Israel says it demolishes certain houses because they’re the homes of “suicide bombers”. The news media, which remains silent about these actions, are effectively sanctioning the policy. So conditioned is the public that whatever is done to an “Islamist terrorist” seems justified and is endorsed. Are we right to stand by silently and accept that?
Consider this: The demolitions are retaliatory actions that strike deep into the core of Palestinian identity. They are bound to have some traumatic effect on children. Such devastation may quell opposition temporarily, but the long-term effects may be very different. People may become more embittered and hostile towards Israeli authority. Blowing up the home of a family may in fact move the brothers and sisters of a dead man into closer identification with his actions.
Israel does not respond in this manner to all heinous acts. Look at the assassination of Prime Minister Yitzhak Rabin by the Israeli law student. Look at Baruch Goldstein, the Hebron mass murderer. Their actions repelled most Israelis, yet their homes and families remained unharmed. No, these destructive acts are specifically designed for and executed against Palestinians.
Palestinians see this type of punishment as another method Israel uses to “clear the land”, to deny their existence, to implement its “cleansing” policy. People deprived of a home may have one less link with the land. But such actions have other consequences. Children witness their homes, the places they were born, blown apart. They watch fathers and other male relatives helplessly held at gunpoint. They imbibe the horrified reaction of their mothers and grandmothers.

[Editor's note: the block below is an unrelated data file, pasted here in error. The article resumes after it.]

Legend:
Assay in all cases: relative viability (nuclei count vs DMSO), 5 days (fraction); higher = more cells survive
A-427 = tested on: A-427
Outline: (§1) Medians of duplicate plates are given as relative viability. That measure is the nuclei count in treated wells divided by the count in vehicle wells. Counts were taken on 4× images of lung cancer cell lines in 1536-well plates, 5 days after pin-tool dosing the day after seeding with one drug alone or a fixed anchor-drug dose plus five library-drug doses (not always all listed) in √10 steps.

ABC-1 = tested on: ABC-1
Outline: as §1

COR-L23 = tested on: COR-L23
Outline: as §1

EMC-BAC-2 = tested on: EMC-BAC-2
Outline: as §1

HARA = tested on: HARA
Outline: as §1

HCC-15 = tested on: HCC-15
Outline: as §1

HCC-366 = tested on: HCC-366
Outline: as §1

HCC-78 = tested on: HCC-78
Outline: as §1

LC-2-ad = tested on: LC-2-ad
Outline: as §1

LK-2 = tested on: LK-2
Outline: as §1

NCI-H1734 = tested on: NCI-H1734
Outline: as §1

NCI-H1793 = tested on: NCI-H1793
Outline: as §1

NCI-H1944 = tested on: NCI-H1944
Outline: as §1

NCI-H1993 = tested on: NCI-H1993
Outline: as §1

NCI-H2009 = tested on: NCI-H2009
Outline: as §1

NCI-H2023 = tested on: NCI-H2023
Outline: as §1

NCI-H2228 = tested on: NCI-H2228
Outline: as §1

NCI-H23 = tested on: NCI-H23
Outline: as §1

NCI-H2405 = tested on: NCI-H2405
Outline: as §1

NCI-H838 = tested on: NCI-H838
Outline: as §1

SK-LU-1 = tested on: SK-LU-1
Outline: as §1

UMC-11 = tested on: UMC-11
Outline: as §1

The house as the center
Because this form of punishment is so rare, few can imagine the impact of a house being blown up in front of its owners. We have to understand how central the house is to Palestinian life. Even today, most Palestinians are born at home. This is the place for daily prayer, for family meals, for weddings, for homecomings from jail, and for funerals. This is where everyone gathers to pass the evening. It is not a shelter; it is a community. It is the place for consolation and joy, the haven and the refuge.
Mother is the manager, so the home is unequivocally associated with her power and protective role. Harming the house is like violating the mother. Many children will feel they must avenge this injustice. Especially with the world community standing by seeming to sanction the destruction, family members may feel more responsibility to seek justice. Anyone who understands this would advise Israel to cease this practice for these reasons, if not for moral ones.”
Postscript: Israel’s removal of Palestinians is interminable: sometimes it’s by shrewd legal maneuvers; sometimes it’s by harassment, sometimes it’s violent takeovers, and sometimes it’s brutal demolition. A protracted process, it’s so routine that it hardly garners outside attention. Besides residences, Palestinian orchards and nature preserves are savagely destroyed by Israeli forces with another egregious case reported last February by my colleague Raouf Halaby in Counterpunch.
[ Smashed houses, crushed orchards—a trail of unrestrained malice ]